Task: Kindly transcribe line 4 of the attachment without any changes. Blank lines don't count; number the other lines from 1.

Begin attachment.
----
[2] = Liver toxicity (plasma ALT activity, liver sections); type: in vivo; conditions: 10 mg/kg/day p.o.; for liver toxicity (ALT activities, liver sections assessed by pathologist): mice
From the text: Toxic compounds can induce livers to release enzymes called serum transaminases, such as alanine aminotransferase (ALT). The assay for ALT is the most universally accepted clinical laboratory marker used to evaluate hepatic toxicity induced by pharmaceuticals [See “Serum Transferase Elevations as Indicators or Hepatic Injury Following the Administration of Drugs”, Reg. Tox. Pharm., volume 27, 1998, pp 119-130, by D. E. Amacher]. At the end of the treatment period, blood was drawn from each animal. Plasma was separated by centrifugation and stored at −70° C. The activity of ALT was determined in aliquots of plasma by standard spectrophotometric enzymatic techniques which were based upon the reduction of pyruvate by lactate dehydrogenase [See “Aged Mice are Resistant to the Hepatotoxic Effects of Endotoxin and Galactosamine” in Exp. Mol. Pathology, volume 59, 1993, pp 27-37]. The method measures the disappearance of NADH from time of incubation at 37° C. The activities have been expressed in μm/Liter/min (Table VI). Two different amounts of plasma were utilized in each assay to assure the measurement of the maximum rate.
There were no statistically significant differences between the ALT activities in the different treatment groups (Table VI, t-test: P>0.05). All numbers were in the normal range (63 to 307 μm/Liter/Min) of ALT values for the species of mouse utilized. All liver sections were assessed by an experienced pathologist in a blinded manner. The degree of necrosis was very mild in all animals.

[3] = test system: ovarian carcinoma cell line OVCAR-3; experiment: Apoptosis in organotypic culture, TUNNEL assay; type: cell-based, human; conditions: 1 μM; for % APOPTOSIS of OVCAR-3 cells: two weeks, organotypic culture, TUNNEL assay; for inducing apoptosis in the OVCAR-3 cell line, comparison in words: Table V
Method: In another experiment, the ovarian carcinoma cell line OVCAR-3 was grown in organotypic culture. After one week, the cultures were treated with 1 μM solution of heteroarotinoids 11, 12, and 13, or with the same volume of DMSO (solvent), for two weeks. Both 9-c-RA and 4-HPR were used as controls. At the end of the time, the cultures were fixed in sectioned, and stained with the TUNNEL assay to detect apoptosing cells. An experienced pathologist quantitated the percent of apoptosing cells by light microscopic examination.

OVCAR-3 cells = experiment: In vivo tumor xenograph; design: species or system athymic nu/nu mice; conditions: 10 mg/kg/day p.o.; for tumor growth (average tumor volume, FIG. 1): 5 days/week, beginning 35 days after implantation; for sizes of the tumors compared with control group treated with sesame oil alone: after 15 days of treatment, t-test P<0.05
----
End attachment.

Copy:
[3] = test system: ovarian carcinoma cell line OVCAR-3; experiment: Apoptosis in organotypic culture, TUNNEL assay; type: cell-based, human; conditions: 1 μM; for % APOPTOSIS of OVCAR-3 cells: two weeks, organotypic culture, TUNNEL assay; for inducing apoptosis in the OVCAR-3 cell line, comparison in words: Table V